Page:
The movie theater business is a weekend-centric one. It’s no surprise that movie tickets sold on weekend (Friday to Sunday) are triple the number sold on weekdays (Monday to Thursdays). To better define what type of dynamic pricing this project will pursue, I dove into data about attendance by date. The trends of the past tend not to chart the course of the future, but I hoped the data would yield some clues.
There are two primary sources online – BoxOfficeMojo.com and BoxOffice.com. I chose the former because the site also includes a cornucopia of data on attendance per title per date that will be helpful going forward. The data set is estimated tickets sold (top 10 gross divided by average ticket price) by day of the week from 2002 to 2013. Total estimated tickets is preferred, but since the top ten movies account for as much as 90% of total gross, most courts would say it’s a pretty solid dataset for industry trends. Here are the results:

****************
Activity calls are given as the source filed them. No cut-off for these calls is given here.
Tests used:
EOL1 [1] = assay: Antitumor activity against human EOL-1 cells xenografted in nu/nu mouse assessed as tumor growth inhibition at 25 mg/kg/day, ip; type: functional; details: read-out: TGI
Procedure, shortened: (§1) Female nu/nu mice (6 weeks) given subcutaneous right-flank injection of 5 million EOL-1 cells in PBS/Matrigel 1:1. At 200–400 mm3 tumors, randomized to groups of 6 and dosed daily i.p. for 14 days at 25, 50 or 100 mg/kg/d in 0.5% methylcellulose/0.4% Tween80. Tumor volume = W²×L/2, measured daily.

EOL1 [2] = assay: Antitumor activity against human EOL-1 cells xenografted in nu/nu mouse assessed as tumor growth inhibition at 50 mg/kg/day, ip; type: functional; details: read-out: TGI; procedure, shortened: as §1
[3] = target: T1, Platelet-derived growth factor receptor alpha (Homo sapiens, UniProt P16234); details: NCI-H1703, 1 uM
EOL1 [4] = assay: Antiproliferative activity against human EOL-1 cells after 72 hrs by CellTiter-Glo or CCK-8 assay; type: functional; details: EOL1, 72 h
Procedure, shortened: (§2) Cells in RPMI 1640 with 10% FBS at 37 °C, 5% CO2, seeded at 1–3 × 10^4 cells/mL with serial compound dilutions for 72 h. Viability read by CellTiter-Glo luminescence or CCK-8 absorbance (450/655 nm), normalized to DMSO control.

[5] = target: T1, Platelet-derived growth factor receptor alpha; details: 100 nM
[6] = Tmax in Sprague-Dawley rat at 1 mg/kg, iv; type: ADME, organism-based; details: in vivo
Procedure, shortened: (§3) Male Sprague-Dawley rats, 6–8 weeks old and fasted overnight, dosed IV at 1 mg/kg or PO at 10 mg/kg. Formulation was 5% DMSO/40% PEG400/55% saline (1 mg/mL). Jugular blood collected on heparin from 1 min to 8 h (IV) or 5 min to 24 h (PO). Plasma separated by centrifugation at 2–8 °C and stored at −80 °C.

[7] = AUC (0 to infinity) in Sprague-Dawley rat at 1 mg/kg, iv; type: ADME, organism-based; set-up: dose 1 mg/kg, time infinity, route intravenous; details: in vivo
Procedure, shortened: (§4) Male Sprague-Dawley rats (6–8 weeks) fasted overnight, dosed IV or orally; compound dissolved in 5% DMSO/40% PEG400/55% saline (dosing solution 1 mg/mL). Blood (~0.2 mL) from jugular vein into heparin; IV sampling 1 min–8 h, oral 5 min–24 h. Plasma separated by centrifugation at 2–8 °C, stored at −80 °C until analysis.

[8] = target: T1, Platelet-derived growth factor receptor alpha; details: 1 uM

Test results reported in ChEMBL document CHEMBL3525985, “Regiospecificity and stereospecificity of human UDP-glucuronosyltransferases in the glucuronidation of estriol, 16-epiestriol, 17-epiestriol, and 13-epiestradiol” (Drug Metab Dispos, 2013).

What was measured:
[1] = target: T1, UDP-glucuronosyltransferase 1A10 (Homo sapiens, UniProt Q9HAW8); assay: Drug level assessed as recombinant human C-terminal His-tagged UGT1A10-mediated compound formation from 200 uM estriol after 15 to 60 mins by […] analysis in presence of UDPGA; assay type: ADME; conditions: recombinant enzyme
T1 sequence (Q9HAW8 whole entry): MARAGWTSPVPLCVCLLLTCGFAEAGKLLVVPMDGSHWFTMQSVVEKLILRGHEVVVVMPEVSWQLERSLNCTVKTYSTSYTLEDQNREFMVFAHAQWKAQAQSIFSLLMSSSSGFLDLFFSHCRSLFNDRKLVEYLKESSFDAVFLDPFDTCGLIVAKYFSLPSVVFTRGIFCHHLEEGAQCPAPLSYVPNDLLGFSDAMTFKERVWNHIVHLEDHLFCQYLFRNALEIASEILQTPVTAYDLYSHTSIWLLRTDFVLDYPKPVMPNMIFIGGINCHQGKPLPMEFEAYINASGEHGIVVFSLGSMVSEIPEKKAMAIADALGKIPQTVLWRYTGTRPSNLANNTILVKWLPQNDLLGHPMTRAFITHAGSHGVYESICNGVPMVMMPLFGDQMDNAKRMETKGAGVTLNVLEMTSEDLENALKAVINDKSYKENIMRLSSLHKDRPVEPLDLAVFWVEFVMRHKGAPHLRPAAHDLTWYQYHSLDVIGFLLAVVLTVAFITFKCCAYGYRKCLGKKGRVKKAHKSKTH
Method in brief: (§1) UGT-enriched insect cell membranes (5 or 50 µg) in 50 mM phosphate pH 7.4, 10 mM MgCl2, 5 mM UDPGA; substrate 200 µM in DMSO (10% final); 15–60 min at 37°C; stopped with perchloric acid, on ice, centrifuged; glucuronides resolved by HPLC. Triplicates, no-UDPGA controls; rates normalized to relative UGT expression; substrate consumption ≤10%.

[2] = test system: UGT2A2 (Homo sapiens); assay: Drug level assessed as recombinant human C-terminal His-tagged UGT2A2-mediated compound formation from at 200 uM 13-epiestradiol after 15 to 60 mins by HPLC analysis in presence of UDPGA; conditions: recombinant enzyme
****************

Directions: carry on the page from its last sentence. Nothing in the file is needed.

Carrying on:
-Ticket sales averaged lowest on Tuesdays. One of the most surprising trends is that over the last two years, ticket sales on Tuesdays have ticked up. It’s not clear if this is a shift from folks tired of wrestling with large weekend crowds.
-Ticket sales are highest on Saturdays, followed by Friday and Sunday.
-Monday and weekend attendance trends are fairly stable
-Tuesday, Wednesday, and Thursday trends show fluctuation and volatility (as confirmed by calculating standard deviation)
-Wednesday ticket sales have been the most volatile over the last decade.
If a dynamic pricing model does not cannibalize the preexisting audience, especially the weekend crew, a scheme focused on Tuesday-Thursday tickets for non-blockbuster event movies may capture extra demand. The goal and the big question remains: how can we grab those that hadn’t planned on going to the movie theater at all?